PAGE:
A more recent version of these Interviews And Evidence notes – written by Cambridge And Oxilp And College Of Law students – is available here.
The following is a more accessble plain text extract of the PDF sample above, taken from our Criminal Litigation Notes. Due to the challenges of extracting text from PDFs, it will have odd formatting:
Interviews and Evidence 1) Interviews The purpose of an interview is the gather evidence so the suspect can either be charged with an offence or let off. The definition of an INTERVIEW Code C 11.1A of PACE:
The questioning of a person regarding their involvement or suspected involvement in a criminal offence, which under paragraph 10.1, must be carried out under caution.
The following provisions apply:
COP C 11.1A - the interview must be carried out under caution
Must be carried out at a police station (unless COP C 11.1(a)-(c) applies, which is very rarely).
COP C 11.2 - prior to the commencement of the interview, the suspect should be reminded of their right to legal advice o
Under s.58 PACE the suspects legal representative may be present
COP C 11.7 - an accurate record must be made of the interview The suspect's right to silence
* Any suspect has the right to silence.
However, if a suspect exercises the right and then raises a defence at trial, s.34 Criminal Justice and Public Order Act 1994 allows for an adverse inference to be drawn by the jury/magistrates regarding the reasons why he didn't offer the explanation at the time of questioning. o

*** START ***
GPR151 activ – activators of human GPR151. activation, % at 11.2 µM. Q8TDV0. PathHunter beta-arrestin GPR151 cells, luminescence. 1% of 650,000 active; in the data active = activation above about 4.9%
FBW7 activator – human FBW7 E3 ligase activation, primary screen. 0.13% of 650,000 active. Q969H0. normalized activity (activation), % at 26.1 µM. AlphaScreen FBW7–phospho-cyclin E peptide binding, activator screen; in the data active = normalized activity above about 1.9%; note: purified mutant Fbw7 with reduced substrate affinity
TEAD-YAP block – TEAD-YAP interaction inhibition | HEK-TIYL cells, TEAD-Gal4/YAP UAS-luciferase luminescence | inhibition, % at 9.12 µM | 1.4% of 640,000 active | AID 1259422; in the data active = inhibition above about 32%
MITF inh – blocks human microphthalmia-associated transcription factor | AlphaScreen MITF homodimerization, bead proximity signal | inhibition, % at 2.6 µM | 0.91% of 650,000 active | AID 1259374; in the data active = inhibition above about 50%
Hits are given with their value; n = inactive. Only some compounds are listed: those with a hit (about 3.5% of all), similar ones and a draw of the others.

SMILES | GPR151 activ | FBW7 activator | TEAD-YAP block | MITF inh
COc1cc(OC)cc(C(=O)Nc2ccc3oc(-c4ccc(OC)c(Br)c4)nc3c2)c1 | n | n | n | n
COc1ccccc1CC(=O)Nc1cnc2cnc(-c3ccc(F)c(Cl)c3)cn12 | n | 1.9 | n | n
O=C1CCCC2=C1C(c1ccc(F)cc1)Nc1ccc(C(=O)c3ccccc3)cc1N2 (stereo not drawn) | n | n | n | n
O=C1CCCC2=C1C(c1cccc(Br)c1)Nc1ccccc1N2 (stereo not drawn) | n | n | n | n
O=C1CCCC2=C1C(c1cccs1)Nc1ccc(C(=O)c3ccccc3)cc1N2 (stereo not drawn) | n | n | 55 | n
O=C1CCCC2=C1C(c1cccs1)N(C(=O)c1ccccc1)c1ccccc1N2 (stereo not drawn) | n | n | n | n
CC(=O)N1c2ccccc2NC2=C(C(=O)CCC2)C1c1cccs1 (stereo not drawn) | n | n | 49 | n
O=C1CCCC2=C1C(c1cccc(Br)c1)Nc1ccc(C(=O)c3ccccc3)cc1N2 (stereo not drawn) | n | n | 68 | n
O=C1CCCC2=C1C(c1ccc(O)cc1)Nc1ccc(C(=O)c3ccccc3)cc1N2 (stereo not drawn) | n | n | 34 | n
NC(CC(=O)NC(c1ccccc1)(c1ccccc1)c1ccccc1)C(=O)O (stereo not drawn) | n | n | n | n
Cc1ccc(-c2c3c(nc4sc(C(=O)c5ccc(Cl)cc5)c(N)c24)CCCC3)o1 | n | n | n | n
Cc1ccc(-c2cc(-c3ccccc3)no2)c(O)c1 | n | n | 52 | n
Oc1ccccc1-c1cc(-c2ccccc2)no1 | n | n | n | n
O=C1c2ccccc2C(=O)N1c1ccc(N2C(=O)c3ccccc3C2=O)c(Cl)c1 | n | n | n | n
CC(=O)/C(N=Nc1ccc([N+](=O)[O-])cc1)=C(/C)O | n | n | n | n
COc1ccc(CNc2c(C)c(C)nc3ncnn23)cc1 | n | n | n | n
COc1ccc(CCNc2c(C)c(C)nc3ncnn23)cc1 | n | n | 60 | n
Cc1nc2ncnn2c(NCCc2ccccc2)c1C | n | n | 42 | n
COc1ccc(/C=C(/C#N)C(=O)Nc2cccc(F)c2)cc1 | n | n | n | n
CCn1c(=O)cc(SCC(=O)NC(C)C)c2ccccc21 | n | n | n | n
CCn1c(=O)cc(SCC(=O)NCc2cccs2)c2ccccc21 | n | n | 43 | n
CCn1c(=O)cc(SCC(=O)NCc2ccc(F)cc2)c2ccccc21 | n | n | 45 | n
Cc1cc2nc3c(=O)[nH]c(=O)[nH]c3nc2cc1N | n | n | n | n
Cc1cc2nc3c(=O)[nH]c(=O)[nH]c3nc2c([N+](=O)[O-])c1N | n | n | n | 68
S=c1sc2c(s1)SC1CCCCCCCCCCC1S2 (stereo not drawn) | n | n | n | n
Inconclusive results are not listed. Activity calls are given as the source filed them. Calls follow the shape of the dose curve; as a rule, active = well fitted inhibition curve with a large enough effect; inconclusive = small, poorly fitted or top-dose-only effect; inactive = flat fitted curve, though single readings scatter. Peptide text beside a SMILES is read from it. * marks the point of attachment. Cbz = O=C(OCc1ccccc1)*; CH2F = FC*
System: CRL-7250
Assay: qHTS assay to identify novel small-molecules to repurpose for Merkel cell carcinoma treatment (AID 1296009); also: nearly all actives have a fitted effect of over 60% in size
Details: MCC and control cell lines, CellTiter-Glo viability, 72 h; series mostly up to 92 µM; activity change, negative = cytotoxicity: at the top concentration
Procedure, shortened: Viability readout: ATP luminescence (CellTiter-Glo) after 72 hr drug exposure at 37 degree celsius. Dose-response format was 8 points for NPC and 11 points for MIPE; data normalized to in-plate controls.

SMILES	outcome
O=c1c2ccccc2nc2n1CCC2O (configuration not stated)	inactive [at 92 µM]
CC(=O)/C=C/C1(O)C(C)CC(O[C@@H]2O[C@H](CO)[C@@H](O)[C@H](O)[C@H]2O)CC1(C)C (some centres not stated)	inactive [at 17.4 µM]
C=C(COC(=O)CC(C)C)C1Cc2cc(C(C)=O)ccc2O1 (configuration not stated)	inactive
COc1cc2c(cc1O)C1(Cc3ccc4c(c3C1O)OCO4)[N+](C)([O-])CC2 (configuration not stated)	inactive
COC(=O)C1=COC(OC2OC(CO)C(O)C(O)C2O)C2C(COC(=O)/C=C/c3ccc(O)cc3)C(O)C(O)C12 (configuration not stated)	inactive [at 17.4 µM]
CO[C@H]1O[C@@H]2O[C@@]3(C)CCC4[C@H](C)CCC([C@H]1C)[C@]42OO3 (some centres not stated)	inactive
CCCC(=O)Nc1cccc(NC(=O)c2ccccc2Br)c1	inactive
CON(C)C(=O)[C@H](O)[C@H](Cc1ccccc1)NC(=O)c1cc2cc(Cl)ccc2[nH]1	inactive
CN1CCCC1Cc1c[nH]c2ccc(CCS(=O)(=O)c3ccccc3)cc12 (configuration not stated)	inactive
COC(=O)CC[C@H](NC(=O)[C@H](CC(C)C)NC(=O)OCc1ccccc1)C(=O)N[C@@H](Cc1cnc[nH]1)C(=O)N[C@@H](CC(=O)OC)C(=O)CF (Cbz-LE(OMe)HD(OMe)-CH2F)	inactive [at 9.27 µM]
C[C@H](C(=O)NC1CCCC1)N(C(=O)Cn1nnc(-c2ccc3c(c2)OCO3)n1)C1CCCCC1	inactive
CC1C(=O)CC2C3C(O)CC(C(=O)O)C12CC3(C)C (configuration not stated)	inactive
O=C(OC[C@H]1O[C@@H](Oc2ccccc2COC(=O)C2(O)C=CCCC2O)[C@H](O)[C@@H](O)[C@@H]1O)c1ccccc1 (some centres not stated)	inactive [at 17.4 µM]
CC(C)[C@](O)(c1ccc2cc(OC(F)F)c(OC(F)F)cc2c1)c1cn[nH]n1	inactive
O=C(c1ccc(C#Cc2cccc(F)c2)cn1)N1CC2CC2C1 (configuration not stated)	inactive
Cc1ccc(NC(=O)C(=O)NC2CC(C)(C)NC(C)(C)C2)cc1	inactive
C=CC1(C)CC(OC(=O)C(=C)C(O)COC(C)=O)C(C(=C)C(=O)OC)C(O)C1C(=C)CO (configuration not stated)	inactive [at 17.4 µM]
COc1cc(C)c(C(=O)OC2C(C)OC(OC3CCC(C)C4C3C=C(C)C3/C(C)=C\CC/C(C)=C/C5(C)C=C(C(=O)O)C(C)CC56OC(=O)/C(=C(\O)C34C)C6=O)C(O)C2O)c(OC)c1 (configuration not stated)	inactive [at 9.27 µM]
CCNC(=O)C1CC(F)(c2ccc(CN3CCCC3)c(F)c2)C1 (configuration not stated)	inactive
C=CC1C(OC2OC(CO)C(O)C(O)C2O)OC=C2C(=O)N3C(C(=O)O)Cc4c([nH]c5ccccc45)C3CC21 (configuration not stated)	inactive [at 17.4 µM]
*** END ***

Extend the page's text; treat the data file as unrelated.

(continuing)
s.34 - Adverse inference can only be drawn if the suspect was reasonably expected to have mention a defence when so questioned.
Ultimately, this may undermine his defence.
Inferences can ALSO BE DRAWN under: o
s.36 CJPOA - the suspect fails to account for an object, mark, substance found on him at time of arrest
s.37 CJPOA - the suspect fails to account for his presence at a particular place at time of offence
s.38 CJPOA - a defendant cannot be convicted solely on the basis of adverse inference.
NB: no adverse inference can be drawn where the suspect has not been allowed access to legal advice - Code C para 6.6 and Annex C. Necessary conditions Break down s.34:
1. Caution - if there is no caution then no inference can be drawn (caution in Code C paragraph 10.5)
2. Facts later relied upon;
3. In the circumstances existing at the time, the accused could REASONABLY have been expected to mention them
What is 'reasonable'?
A number of factors can be considered:
DISCLOSURE: the information the police give to the defence solicitor before the interview. If nothing/very little is disclosed, a solicitor may advise the right to silence is best as he can hardly advise his client.
EVIDENCE: the quality of evidence against the suspect is crucial.
CIRCUMSTANCES OF THE DEFENDANT: consider the factors in R v Argent considering the circumstances as they existed at the time: o o
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